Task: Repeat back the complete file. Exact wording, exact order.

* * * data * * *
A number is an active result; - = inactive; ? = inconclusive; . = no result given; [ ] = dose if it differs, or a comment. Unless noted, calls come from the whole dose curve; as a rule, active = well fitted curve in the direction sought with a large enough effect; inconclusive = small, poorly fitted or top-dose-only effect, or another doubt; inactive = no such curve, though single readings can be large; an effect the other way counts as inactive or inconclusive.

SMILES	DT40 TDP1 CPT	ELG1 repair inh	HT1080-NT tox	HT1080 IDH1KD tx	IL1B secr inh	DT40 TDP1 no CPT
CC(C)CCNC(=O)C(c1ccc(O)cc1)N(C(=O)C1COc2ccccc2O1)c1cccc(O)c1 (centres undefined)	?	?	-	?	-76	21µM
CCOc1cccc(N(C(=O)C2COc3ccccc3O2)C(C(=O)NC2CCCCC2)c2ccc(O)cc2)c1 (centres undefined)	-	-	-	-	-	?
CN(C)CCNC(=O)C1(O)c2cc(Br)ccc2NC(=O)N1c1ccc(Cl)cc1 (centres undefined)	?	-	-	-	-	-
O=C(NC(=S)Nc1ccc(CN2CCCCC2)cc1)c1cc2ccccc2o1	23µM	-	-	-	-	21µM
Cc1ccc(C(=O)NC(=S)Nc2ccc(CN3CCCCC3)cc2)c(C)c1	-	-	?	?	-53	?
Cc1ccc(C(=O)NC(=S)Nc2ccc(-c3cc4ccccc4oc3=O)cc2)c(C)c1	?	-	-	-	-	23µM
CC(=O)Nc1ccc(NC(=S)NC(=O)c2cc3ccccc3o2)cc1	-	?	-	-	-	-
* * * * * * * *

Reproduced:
A number is an active result; - = inactive; ? = inconclusive; . = no result given; [ ] = dose if it differs, or a comment. Unless noted, calls come from the whole dose curve; as a rule, active = well fitted curve in the direction sought with a large enough effect; inconclusive = small, poorly fitted or top-dose-only effect, or another doubt; inactive = no such curve, though single readings can be large; an effect the other way counts as inactive or inconclusive.

SMILES	DT40 TDP1 CPT	ELG1 repair inh	HT1080-NT tox	HT1080 IDH1KD tx	IL1B secr inh	DT40 TDP1 no CPT
CC(C)CCNC(=O)C(c1ccc(O)cc1)N(C(=O)C1COc2ccccc2O1)c1cccc(O)c1 (centres undefined)	?	?	-	?	-76	21µM
CCOc1cccc(N(C(=O)C2COc3ccccc3O2)C(C(=O)NC2CCCCC2)c2ccc(O)cc2)c1 (centres undefined)	-	-	-	-	-	?
CN(C)CCNC(=O)C1(O)c2cc(Br)ccc2NC(=O)N1c1ccc(Cl)cc1 (centres undefined)	?	-	-	-	-	-
O=C(NC(=S)Nc1ccc(CN2CCCCC2)cc1)c1cc2ccccc2o1	23µM	-	-	-	-	21µM
Cc1ccc(C(=O)NC(=S)Nc2ccc(CN3CCCCC3)cc2)c(C)c1	-	-	?	?	-53	?
Cc1ccc(C(=O)NC(=S)Nc2ccc(-c3cc4ccccc4oc3=O)cc2)c(C)c1	?	-	-	-	-	23µM
CC(=O)Nc1ccc(NC(=S)NC(=O)c2cc3ccccc3o2)cc1	-	?	-	-	-	-